Fri, 30 Jun 2000 14:01:35 -0700

From: Lynn H. Maxson []
>Jason Marshall wrote:

>What I am describing is what occurs 
>in every AI-based logic engine, an exhaustive 
>true/false testing process.  No more, no less.

I'm still having a hard time figuring out what you mean when you say "an
exhaustive true/false testing process."

However, it's been long known that fully determining a logical equation in
$n$ variables requires $m^n$ steps (with boolean logic m is 2).  For most
practical problems, this is far too time-consuming, and the engines don't

The traditional meaning of "exhaustive testing" is also vague, but I've seen
it used to mean executing every possible branch path in a program.  As such,
it's always too complicated to be possible.

And the worst thing is that neither of these possibilities helps in any way
with optimization.

>"...they are brute force testing a piece of 
>information only 8 bytes long, against another 
>piece of information only a couple of kilobytes 
>long, looking for the single solution that is the 
>correct one."

>Maybe I just don't understand what problem they are 
>trying to solve

They're trying to find the key for a chunk of encrypted information.
Brute-force search seems the only way, and the problem is "embarassingly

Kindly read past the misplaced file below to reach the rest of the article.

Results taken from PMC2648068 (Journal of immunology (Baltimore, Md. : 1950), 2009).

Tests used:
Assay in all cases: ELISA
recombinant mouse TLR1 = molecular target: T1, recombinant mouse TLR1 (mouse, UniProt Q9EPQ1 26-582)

parallel", which means that it's VERY good for parallel processors.

>"Are you familiar with the concepts surrounding the 
>calculation of Order of Complexity of an 

>The answer is "maybe, but I'm not sure."  You see I 
>make no claims to holding an "academic" interest in 
>things which may find it "interesting", if not 
>important, to have some measure of the "Order of 
>Complexity" of an algorithm.  I'm not sure I would 
>have had the temerity to ask either my management 
>or the user if they knew it either.  For certain 
>neither gave a damn.  They only wanted it solved.  
>Though I may have done some research to have a 
>better understanding of causes and conditions, they 
>did not care if I used brute force and discovered 
>it by chance in the process as long as I solved it 
>in time.

Wince.  Your customers don't have to understand order of complexity in order
for it to be useful to them, any more than they have to understand
programming languages.  That's your job, not theirs.

I guess it's mine if you don't know it.  Okay, here's my contribution: the
computation you appear to be suggesting is so complex as to be impossible.
Find some other way of getting the result you need.